Three months down, and I’m still plugging away at my 17 for 2017 New Year’s Resolutions. So far I’ve found nine geocaches (#17), cooked up three new recipes (#13), given garden gifts to seven people (#14), and discovered four new places (#10). Brett and I have been taking swing dance/lindy hop lessons (fun!), which I’m counting as one of the (#2) new skills I promised myself I’d learn this year. My dream of completing a marathon (#1) by the end of the year is alive–but just barely. I’ll tell you why in my next post.
Only two out of the seventeen have completely fallen by the New Year’s Resolution wayside: meditating seven days a week and writing fifteen minutes every day. It’s no coincidence, I think, that these happened to be the only two that required doing something on a daily basis. Strict and inflexible does not a good resolution make, something I should have remembered from resolutions past.
The one resolution I’ve already managed to conquer this year is number 16: Rid our home of sixteen pieces of “stuff.” But hold the applause, please. I had a great deal of help on this one from some moths and a mouse (or two).
Let me explain.
When Brett and I embarked on a new flooring project in our mudroom, I vowed that once we reached the stuffed mudroom closet, I would remove every bit and box of stuff from suspended animation. I vowed to go through everything in a most heartless fashion. I vowed to purge, purge, and purge some more.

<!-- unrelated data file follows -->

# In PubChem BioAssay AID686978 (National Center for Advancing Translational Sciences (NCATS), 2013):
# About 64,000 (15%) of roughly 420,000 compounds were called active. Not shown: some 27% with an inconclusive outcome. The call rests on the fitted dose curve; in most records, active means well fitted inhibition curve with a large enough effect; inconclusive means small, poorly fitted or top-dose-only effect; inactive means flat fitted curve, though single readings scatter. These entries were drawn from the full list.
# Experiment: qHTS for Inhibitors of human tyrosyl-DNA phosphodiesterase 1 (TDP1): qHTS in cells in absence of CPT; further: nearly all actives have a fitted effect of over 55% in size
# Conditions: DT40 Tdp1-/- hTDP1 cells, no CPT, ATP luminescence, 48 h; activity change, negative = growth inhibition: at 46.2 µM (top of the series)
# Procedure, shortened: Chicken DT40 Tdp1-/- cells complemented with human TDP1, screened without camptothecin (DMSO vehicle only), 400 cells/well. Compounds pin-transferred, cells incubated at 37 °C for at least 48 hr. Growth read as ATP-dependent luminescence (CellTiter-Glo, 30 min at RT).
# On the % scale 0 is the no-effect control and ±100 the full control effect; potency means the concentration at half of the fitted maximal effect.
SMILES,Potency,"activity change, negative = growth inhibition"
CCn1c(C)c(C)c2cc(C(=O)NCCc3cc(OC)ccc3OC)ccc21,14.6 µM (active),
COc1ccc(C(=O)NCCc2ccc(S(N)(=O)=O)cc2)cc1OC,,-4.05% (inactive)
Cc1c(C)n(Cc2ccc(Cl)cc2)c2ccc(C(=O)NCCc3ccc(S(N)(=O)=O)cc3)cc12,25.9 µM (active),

I excavated boxes of old cards and love letters. Boxes of our daughter’s baby clothes and childhood books and artwork. There was a box of musty-smelling little notebooks from my zookeeper days, notes on animal diets and behavior, births and deaths. There were tennis rackets and roller blades. Snowboard boots and a silver candelabra.
But here’s the thing: letting go of stuff–especially sentimental stuff–can be really hard. It means letting go of the past, of people and places loved and perhaps lost, of who we used to be. It means feeling guilty when we say good-bye to something someone who cared about us picked out or made just for us. It means asking ourselves some difficult questions and thinking about subjects that may be painful. I mean, I like to think that I’m not too old to strap on those roller blades and hit the trail again (probably literally), but am I ever going to do this, really? I haven’t rollerbladed in years and I was never that good at it anyway. It’s not like I don’t have plenty of other active pursuits on my plate.
I remind myself that our home is only 1500 square feet. That every piece of stuff I let go of is something I will never have to clean, dust, worry about, or agonize over parting with ever again. I try to think of what my daughter–who lives in a tiny apartment–would face if her father and I both died in a car crash. Something I’d rather not think about, but still, the possibility is there. What in the world would she do with all of this stuff?
So I let the roller blades go, along with the snowboard boots. It helped somewhat that a mouse (or two) had been stashing a great deal of cat food inside them (ugh). The moths that ruined some of my daughter’s old baby and toddler clothes gave me another purging push–and a surge of guilt. Why hadn’t I let them go sooner? Those that were salvageable–except for a very select, sentimental few–I washed and donated to the thrift store.
Our home feels lighter now, less cluttered–and so do I.
I’ve let go of a lot of things in the past few months, from photos to our very first backpacking tent, but not everything. Some–like those musty keeper notebooks–are currently in limbo. I should throw them in the recycle bin. I probably will some day.
But today is not that day.
How do you feel about letting go of stuff?
Thanks for reading!